Despite pledges to crack down on hateful content, TikTok has a long way to go to improve their practices and protect its users from harm, according to new research by the Institute for Strategic Dialogue (ISD).
Aiming to provide an in-depth analysis on the state of extremism and hate on TikTok, the report ‘Hatescape: An In-Depth Analysis of Extremism and Hate Speech on TikTok‘ examines how extremists use profiles, hashtags, music and other effects on the social media platform.
Researchers examined a sample of more than 1,000 videos from 491 accounts, or about eight hours of content, that seemingly violated TikTok’s community guidelines.
The counter-extremism think tank identified:
- 312 videos promoting white supremacy,
- 246 videos expressing support for organizations or individuals known to be extremists or terrorists,
- at least 58 videos including misogynist content and
- 90 videos expressing anti-LGBTQ+ sentiments.
Black people were also frequent targets of hate, with some videos mocking or celebrating the death of George Floyd, who was murdered by a white police officer in Minneapolis in 2020.
Over 1,000 videos featuring hate speech and extremist views were uploaded to TikTok.
The most-viewed video in the sample had 2 million views. This video featured anti-Asian hatred linked to COVID-19, while three of the top ten most-viewed videos, with a collective 3.5 million views, featured content first produced by jailed white supremacist Paul Miller.
The average number of views each video in the sample received was 13,300. However, this is skewed by a small cluster of videos with large view numbers, and 760 videos received less than this average figure. 15 videos received over 100,000 views, while 168 videos received less than 100 views.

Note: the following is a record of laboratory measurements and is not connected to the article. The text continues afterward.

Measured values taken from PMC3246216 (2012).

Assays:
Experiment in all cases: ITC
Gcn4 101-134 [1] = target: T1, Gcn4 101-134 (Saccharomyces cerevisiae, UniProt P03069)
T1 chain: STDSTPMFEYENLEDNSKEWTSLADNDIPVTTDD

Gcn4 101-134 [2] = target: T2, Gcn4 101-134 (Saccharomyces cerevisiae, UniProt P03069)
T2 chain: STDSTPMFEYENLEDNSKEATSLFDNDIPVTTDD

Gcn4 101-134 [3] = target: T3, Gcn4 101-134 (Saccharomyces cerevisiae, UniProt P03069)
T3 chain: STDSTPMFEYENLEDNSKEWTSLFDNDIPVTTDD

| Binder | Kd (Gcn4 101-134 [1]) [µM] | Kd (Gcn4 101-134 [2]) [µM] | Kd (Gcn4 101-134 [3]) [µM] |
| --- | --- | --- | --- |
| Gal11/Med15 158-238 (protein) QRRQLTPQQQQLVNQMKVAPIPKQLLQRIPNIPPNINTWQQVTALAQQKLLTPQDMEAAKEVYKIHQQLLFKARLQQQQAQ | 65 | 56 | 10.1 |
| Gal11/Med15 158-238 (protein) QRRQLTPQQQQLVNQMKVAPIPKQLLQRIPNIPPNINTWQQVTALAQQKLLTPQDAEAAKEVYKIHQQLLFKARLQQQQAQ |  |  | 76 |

Misogynistic Content Thrives in the Platform
Misogynistic videos were also captured in the sample. In particular, a number of videos were posted by accounts promoting Men Going Their Own Way, which is a social movement that is part of the wider manosphere, a collection of mostly online communities that are marked by their overt and extreme misogyny and rejection of feminism which they believe has come to dominate society at the expense of men.
At the time of writing the report, the Institute found that 81.5% of the extremist videos they identified on the platform were still live.
Other videos combined misogyny with other forms of hate, such as white supremacy. Here, videos featured clips or screenshots from news reports showing white women in mixed race relationships and presenting them as white race traitors.
But the Engagement on Hateful Content is Low
But low engagement figures on hateful and extremist content are a positive sign of the lack of mainstream engagement achieved by these kinds of creators, ISD notes.
Of the 1,030 videos examined:
• 36 videos (3.5% of the full sample) received 0 likes, 266 videos (26% of the full sample) received 0 comments and 327 videos (32% of the full sample) received 0 shares.
• 976 videos (95%) received at least one like and 352 videos (34%) received over 100 likes. Due to removal of content or archiving errors, data on the number of likes for 18 videos was not accessible.
• 740 videos (72%) received at least one comment and 241 (23%) received over 25 comments. Due to removal of content or archiving errors, data on the number of likes for 24 videos was not accessible.
• 597 videos (58%) received at least one share and 134 videos (13%) received over 50 shares. Due to removal of content or archiving errors, data on the number of likes for 106 videos was not accessible.
Content Moderation on TikTok
ISD’s research demonstrates that TikTok has a content moderation problem: extremist and even terrorist related footage is easily discoverable on TikTok, despite contravening the platform’s terms of service.
Moreover, at the time of writing the report, the Institute found that 81.5% of the extremist videos they identified on the platform were still live.
ISD is recommending that TikTok improve its understanding of how creators spread extremist content and develop more nuanced policies that go beyond straight hashtag bans. The report also notes that TikTok’s interface is “severely limited in the data it provides to researchers or the public,” and suggests improvements to search functionality and greater transparency on how its algorithm works.